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CEE NPL markets on the peak? Strong dynamics with shifting focus


While non-performing loan portfolio disposals picked up in 2016 with just over EUR 7 billion face value of completed deals in the CEE region (based on publicly available deal information), the enhanced debt sales market activity continued in 2017, according to the sixth edition of Deloitte’s report on non-performing bank loans (NPL).

The report analyses the evolution of key NPL metrics as well as the dynamics of loan portfolio markets. As a novelty this year’s issue is analyzing two additional countries, Ukraine and Bosnia & Herzegovina increasing the coverage of the study to 14 countries.

The most active CEE markets with the highest volumes of portfolios sold in recent years were Romania, Hungary, Croatia as well as Slovenia. Although corporate NPLs are still the most actively traded loan portfolios, some investors have already turned their interest towards residential mortgages.

Considering the twelve countries in the CEE region (excluding Ukraine and Bosnia & Herzegovina) covered by Deloitte’s report, the volume of non-performing loans saw a considerable decrease from EUR 51 billion in 2015 to EUR 44 billion in 2016. Together with Ukraine and Bosnia & Herzegovina the volume of NPLs amounted to EUR 61 billion in the CEE region as of end-2016. The Ukrainian banking sector is heavily impacted by non-performing loans accumulated during the economic and political crisis.

“Activity of NPL markets continued at an increased pace in Central and Eastern Europe. An already mature  market in CEE region, Romania has continued to be one the leaders of NPL transactions during both 2016 and 2017. This is mainly the result of the fact that NPL disposals processes started way ahead of other countries in CEE,” said Radu Dumitrescu, Head of Transaction Services in Deloitte Romania.

“The improving macroeconomic conditions as well as the upsurge of real estate markets remained the main catalysts for non-performing loan sales in the CEE region in 2017. Regulators and local authorities in many geographies developed measures to urge financial institutions to dispose distressed as well as non-core assets. I expect yearly levels of NPL transactions in CEE to decrease in the next years, considering the fact that main countries in the region are reaching NPL levels that are closer to EU average. Although international investors are expected to start focusing on Mediterranean area (Greece, Cyprus, Italy) in the forthcoming years, those with CEE presence will continue to be very active in the region and will be looking to consolidate their positions locally as NPL stock is not “negligible” for them.”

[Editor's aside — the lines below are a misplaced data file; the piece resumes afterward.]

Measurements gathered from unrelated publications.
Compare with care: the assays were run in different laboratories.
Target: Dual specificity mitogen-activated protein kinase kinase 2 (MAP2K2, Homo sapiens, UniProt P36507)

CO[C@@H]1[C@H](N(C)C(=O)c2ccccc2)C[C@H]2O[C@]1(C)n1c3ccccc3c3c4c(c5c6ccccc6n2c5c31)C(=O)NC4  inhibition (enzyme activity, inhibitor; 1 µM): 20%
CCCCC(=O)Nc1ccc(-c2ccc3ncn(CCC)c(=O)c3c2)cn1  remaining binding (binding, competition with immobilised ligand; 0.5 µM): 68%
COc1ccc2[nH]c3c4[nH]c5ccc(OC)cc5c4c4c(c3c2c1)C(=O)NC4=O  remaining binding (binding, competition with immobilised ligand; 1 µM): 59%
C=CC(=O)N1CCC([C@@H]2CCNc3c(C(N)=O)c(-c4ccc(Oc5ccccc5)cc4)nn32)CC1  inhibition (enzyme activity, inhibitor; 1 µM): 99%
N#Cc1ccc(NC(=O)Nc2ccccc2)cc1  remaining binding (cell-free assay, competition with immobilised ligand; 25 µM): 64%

Changes related to taxation and the GDPR implementation are the main factors that will influence the Romanian NPL market in 2018.”The first part of the year will most probably witness extremely low level of transactions as most of the sellers are very likely to put on hold transactions until situation will clarify. However, I expect in the second half of the year the NPL disposal processes to re-start and banks to continue to dispose NPL portfolios. Another aspect to watch for in the forthcoming years in Romania is definitely the development of the secondary NPL market and “large cases” transactions.”

Deloitte predicts that the sale of non-performing assets will remain the most common deleveraging option among banking industry players in the CEE region in 2018. However, with a number of corporate NPL transactions completed in the recent past, sale of residential mortgage portfolios is expected to increase in many countries. In the long run, the NPL activity  in CEE is expected to gradually subside as incumbent banks will wind down their existing NPL volumes to a sustainable level. Deloitte also predicts that the activity of secondary NPL markets will increase in the forthcoming years. Besides this, market of performing bank loan (PL) transactions and banking entity deals are expected to pick up in alignment with the long-awaited consolidation of the fragmented CEE banking markets.


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